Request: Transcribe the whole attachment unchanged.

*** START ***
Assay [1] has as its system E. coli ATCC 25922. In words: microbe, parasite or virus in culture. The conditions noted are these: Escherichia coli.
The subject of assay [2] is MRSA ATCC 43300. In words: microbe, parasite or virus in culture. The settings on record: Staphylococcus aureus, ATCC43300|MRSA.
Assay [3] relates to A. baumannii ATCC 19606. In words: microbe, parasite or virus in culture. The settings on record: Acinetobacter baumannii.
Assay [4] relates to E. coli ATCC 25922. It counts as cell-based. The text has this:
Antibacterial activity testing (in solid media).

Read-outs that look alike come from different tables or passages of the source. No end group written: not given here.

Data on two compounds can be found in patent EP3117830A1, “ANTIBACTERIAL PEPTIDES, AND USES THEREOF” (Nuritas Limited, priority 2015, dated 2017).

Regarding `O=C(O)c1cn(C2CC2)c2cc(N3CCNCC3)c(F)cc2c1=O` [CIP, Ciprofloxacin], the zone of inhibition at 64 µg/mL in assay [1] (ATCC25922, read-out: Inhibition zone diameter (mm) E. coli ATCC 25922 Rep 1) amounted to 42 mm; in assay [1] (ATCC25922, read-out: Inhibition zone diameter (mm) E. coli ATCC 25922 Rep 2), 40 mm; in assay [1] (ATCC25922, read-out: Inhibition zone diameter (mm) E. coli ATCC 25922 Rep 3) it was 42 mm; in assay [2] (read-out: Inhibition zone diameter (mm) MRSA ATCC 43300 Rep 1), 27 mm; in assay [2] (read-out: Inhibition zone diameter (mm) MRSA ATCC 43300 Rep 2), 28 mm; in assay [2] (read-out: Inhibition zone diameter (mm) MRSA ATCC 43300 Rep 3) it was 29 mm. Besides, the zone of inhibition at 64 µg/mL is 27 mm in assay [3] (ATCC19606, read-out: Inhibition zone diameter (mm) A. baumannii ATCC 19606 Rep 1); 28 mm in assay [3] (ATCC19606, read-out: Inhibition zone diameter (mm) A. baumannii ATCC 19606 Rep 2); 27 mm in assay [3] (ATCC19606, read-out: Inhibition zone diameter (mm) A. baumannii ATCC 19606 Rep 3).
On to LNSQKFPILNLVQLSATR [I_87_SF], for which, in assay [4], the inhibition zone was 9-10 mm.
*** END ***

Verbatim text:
Assay [1] has as its system E. coli ATCC 25922. In words: microbe, parasite or virus in culture. The conditions noted are these: Escherichia coli.
The subject of assay [2] is MRSA ATCC 43300. In words: microbe, parasite or virus in culture. The settings on record: Staphylococcus aureus, ATCC43300|MRSA.
Assay [3] relates to A. baumannii ATCC 19606. In words: microbe, parasite or virus in culture. The settings on record: Acinetobacter baumannii.
Assay [4] relates to E. coli ATCC 25922. It counts as cell-based. The text has this:
Antibacterial activity testing (in solid media).

Read-outs that look alike come from different tables or passages of the source. No end group written: not given here.

Data on two compounds can be found in patent EP3117830A1, “ANTIBACTERIAL PEPTIDES, AND USES THEREOF” (Nuritas Limited, priority 2015, dated 2017).

Regarding `O=C(O)c1cn(C2CC2)c2cc(N3CCNCC3)c(F)cc2c1=O` [CIP, Ciprofloxacin], the zone of inhibition at 64 µg/mL in assay [1] (ATCC25922, read-out: Inhibition zone diameter (mm) E. coli ATCC 25922 Rep 1) amounted to 42 mm; in assay [1] (ATCC25922, read-out: Inhibition zone diameter (mm) E. coli ATCC 25922 Rep 2), 40 mm; in assay [1] (ATCC25922, read-out: Inhibition zone diameter (mm) E. coli ATCC 25922 Rep 3) it was 42 mm; in assay [2] (read-out: Inhibition zone diameter (mm) MRSA ATCC 43300 Rep 1), 27 mm; in assay [2] (read-out: Inhibition zone diameter (mm) MRSA ATCC 43300 Rep 2), 28 mm; in assay [2] (read-out: Inhibition zone diameter (mm) MRSA ATCC 43300 Rep 3) it was 29 mm. Besides, the zone of inhibition at 64 µg/mL is 27 mm in assay [3] (ATCC19606, read-out: Inhibition zone diameter (mm) A. baumannii ATCC 19606 Rep 1); 28 mm in assay [3] (ATCC19606, read-out: Inhibition zone diameter (mm) A. baumannii ATCC 19606 Rep 2); 27 mm in assay [3] (ATCC19606, read-out: Inhibition zone diameter (mm) A. baumannii ATCC 19606 Rep 3).
On to LNSQKFPILNLVQLSATR [I_87_SF], for which, in assay [4], the inhibition zone was 9-10 mm.